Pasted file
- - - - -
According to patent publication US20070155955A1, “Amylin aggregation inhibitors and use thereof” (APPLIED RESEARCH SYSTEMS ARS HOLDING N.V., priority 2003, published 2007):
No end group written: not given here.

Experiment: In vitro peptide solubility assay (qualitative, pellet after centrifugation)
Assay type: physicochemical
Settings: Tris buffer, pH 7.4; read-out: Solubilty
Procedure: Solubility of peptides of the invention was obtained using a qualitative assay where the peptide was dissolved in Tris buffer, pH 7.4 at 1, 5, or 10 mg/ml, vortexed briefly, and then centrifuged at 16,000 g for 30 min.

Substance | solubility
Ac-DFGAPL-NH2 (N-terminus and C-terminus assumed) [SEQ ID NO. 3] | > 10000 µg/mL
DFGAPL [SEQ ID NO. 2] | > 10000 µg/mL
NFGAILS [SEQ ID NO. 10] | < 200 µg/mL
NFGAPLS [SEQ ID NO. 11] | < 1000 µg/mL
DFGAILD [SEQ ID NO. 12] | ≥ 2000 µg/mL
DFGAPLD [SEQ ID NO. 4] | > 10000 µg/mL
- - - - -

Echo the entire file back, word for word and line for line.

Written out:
According to patent publication US20070155955A1, “Amylin aggregation inhibitors and use thereof” (APPLIED RESEARCH SYSTEMS ARS HOLDING N.V., priority 2003, published 2007):
No end group written: not given here.

Experiment: In vitro peptide solubility assay (qualitative, pellet after centrifugation)
Assay type: physicochemical
Settings: Tris buffer, pH 7.4; read-out: Solubilty
Procedure: Solubility of peptides of the invention was obtained using a qualitative assay where the peptide was dissolved in Tris buffer, pH 7.4 at 1, 5, or 10 mg/ml, vortexed briefly, and then centrifuged at 16,000 g for 30 min.

Substance | solubility
Ac-DFGAPL-NH2 (N-terminus and C-terminus assumed) [SEQ ID NO. 3] | > 10000 µg/mL
DFGAPL [SEQ ID NO. 2] | > 10000 µg/mL
NFGAILS [SEQ ID NO. 10] | < 200 µg/mL
NFGAPLS [SEQ ID NO. 11] | < 1000 µg/mL
DFGAILD [SEQ ID NO. 12] | ≥ 2000 µg/mL
DFGAPLD [SEQ ID NO. 4] | > 10000 µg/mL